The wide-ranging program, called the "DoD Component Insider Threat Records System," will, according to the Federal Register, "…analyze, monitor, and audit insider threat information for insider threat detection and mitigation within DoD on threats that insiders may pose to DoD and US Government installations, facilities, personnel, missions, or resources. The system will… enable the identification of systemic insider threat issues and challenges, provide a basis for the development and recommendation of solutions to mitigate potential insider threats, and assist in identifying best practices amongst other Federal Government insider threat programs."
The system will also be able to share data pulled from email, keystroke and social media posts.
According to the National Counterintelligence and Security Center, the DOD will function on an insider-threat definition as, "The threat that an insider will use hers/his authorized access, wittingly or unwittingly, to do harm to the security of the United States. This threat can include damage to the United States through espionage, terrorism, unauthorized disclosure of national security information, or through the loss or degradation of departmental resources or capabilities."
Only DOD personnel with the relevant training will have access to the system, according to spokeswoman Linda Rojas.
"Adequate controls, training, and oversight are in place to ensure that personally identifiable information is protected and that only information which meets a predetermined threshold is entered into the system," Rojas said, describing the system as "holistic" because "data containing anomalous behaviors that may be indicative of an insider threat can come from many sources, such as personnel security, physical security, information assurance, and law enforcement."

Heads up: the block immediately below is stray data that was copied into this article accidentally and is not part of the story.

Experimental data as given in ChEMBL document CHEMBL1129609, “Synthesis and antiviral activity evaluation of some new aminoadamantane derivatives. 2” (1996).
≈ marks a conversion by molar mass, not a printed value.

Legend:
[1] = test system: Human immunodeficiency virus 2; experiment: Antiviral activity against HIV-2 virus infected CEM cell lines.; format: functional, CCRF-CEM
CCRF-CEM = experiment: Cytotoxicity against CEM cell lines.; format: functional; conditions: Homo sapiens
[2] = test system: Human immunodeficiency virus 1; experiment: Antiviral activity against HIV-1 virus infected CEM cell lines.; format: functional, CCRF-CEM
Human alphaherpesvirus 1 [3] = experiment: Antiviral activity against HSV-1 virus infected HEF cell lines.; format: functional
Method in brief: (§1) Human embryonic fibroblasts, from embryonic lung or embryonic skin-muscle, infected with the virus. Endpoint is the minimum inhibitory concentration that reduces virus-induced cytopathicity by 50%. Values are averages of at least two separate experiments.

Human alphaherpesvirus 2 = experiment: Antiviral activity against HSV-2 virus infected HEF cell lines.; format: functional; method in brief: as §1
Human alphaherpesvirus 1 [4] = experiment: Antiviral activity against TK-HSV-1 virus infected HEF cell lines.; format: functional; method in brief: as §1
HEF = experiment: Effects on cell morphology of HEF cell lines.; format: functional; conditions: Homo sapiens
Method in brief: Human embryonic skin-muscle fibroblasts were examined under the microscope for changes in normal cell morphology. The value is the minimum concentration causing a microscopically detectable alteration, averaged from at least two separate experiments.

The carefully-crafted nature of the system leads many to suggest that it is a thinly veiled attempt at discouraging whistleblowers like Chelsea Manning, Thomas Drake and Edward Snowden, all of whom have leaked classified information and suffered either imprisonment, exile or financial ruin as a result.
Michael German, a fellow for the Liberty and National Security Program at the Brennan Center for Justice, and a 16-year federal law enforcement employee, said, "When you read the insider threat material, what they view as a threat is somebody reporting information about government activity to the press, which is, in a democratic society, not only important but necessary."
The insider-threat detection system will also be used to distribute equal opportunity employment violations, and German feels that casting such a large net can make everyday issues seem more drastic than they actually are.
"Almost all of us at different periods of time, have been upset with the people we work with, and that is part of the human nature, so to identify that behavior as potentially troubling and indicative of being (an) insider threat is both inappropriate and likely to lead to errors," he said.